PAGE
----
CHAIR: That is as clear as anything.

Senator RUSTON: Obviously there is the honey bee industry and then there is the pollination side of things. Do you represent both?

Mr Hooper : Yes, all three of us do both.

Senator RUSTON: In terms of value and importance to your industry, which one is the most significant to you as beekeepers? I understand the numbers.

Mr Hooper : The simple answer is that nearly all commercial beekeepers in Australia still rely on bulk honey production as the core of their income—that is for the commercial side of things. There are some specific big pollinators, but the majority of beekeepers in Australia rely on making honey as the core of their income.

Senator RUSTON: The honey industry is worth $90 million. What is the pollination component of that—for you, as opposed to the industry?

Mr Hooper : One of my key points was going to be that we need to update the data on that. The last survey was done in 2008 and the ball game has significantly changed in that. I sit on the Rural Industries Research and Development Corporation panel for the Honeybee Advisory Committee and we cannot financially afford to revisit the figures. ABARES has quoted us between $300,000 and $500,000 to resurvey our industry, to increase our GVP, which is obviously important for us to bring more dollars into our research part of things.

Senator RUSTON: If the pollination component of the industry was diminished or even became unnecessary for whatever reason, would you still have a viable industry? Or is it having both sides of the industry that enables you to be commercially viable?

Mr Hooper : Pollination is becoming an increasing facet of our business—there is no doubt about that—and will continue to increase. Under the influence of varroa it would significantly increase because of the diminishing native population.

Mr Pitt : In the past two years, in South Australia especially, there has been a honey drought. We have not had the honey production that we would normally have. So it has been the pollination that has actually carried us through.

Senator RUSTON: I suppose where I am going with this is that industries are always very clever at becoming adaptive to mitigate any threat. I understand that the almond industry is a significant user of your product. If the almond industry saw the varroa, the Asian honey bee or whatever as a significant threat, it stands to reason that they would go to a huge amount of trouble to try and find alternative methods of pollination for their industry. What is the impact of that? What is the timing on that? What needs to be done? Obviously everybody has to support everybody else in this, but you cannot really blame an industry if they feel that there is some sort of threat. Is there a conversation around that and, if so, where is it going?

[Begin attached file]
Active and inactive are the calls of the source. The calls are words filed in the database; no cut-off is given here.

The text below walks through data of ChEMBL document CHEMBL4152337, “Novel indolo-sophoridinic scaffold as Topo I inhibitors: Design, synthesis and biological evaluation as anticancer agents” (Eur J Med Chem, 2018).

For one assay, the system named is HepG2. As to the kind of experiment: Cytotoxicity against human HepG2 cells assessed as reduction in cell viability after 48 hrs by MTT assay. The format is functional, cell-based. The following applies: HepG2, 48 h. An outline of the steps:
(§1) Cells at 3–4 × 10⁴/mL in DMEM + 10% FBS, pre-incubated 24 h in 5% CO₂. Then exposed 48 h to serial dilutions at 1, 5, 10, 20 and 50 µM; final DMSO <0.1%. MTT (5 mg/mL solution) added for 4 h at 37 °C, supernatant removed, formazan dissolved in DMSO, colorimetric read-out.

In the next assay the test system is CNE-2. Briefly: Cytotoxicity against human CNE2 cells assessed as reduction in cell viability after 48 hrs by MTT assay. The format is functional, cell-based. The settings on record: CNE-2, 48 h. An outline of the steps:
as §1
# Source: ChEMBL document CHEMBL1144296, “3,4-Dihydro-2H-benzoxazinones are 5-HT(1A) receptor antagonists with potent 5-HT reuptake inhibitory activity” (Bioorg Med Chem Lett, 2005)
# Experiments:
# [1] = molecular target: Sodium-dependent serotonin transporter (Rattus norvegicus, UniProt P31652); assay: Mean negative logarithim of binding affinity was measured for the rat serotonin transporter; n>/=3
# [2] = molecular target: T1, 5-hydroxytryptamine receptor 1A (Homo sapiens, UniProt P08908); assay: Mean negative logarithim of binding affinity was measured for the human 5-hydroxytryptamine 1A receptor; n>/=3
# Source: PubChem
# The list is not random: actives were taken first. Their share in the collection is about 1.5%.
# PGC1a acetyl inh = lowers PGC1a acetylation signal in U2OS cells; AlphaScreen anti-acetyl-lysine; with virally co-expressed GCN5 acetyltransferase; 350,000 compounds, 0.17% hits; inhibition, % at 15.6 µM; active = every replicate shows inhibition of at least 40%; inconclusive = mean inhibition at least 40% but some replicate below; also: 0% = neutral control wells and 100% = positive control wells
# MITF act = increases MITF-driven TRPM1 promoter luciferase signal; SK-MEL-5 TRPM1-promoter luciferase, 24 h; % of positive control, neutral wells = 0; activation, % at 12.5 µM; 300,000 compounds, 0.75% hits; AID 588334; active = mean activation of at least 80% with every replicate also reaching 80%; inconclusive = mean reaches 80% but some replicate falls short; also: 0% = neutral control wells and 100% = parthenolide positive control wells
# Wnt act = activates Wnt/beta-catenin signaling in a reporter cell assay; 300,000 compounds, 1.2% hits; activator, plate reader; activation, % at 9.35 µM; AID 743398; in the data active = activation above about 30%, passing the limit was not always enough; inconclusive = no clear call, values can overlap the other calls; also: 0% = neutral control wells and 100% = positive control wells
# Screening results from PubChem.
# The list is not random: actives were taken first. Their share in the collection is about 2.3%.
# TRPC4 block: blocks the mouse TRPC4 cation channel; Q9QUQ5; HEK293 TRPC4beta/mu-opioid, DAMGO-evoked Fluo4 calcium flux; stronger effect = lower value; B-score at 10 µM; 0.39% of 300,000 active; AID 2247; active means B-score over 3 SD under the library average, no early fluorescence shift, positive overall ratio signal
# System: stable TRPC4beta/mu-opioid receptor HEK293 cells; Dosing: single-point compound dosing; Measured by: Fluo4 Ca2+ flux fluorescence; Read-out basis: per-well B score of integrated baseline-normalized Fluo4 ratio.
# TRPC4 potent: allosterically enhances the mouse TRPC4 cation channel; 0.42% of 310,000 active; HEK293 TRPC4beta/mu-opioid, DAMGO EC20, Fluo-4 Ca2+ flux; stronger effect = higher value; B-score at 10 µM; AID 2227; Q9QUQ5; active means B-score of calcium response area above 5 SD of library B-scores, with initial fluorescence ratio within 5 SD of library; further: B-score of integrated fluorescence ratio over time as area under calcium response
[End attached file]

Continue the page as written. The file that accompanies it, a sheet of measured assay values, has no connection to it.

Mr Hooper : I do not know of any conversation about finding an alternative pollinator—and I do not believe there is anything out there that can cover the size of the commercial industry. Just for almonds alone, the honey bee is too diverse and it is the most abundant pollinator that we have. I saw an example in the United States. The largest agricultural company in the world privately invested $10 million into pollinating their almond orchards with an alternative pollinator. They had a never-ending budget. They spent $10 million in this one case, and they said it was not financially viable to use anything other than the honey bee to do this.

Senator GALLACHER: On the pollination side of things, you get paid to stick a beehive in a cherry orchard or something like that—is that how it works?

Mr Hooper : Yes.

Senator GALLACHER: If you were not doing that work, my garden would not grow, my veggies would not grow, and the national parks would not exist. Is there any quantification or attempt at adding that intrinsic value on top of your industry to make people aware of how critical the work you do is?

Mr Hooper : Absolutely. There are a number of publications out there, particularly from RIRDC, about pollination awareness and there is specific data around each individual of the top 35 most pollination dependent crops.

Senator GALLACHER: What is killing the native bees? Before you were around, there were bees doing the job. What has happened to them?

Mr Hooper : There is nothing really that badly affecting our native population at the moment.

Mr Roberts : The true native bee is not really a big commercial type of thing. It is a totally different type of social structure.

Senator GALLACHER: So they cannot do it?

Mr Roberts : No. The European bee that we are using is the efficient pollinator.

Senator WHISH-WILSON: Does the same apply for the Asian honey bee—is that not an efficient pollinator either?

Mr Hooper : The unfortunate part about that is that the particular strain that we have in Australia has some fundamental flaws when it comes to applying basic husbandry skills to it—that is, it absconds very easily. That means that it swarms and swarms. With the European honey bee that we use, naturally in spring there is a significant build up, and that would be the time that it would normally swarm without manipulation. The Asian honey bee that we have—the Java strain—is very hard to manage.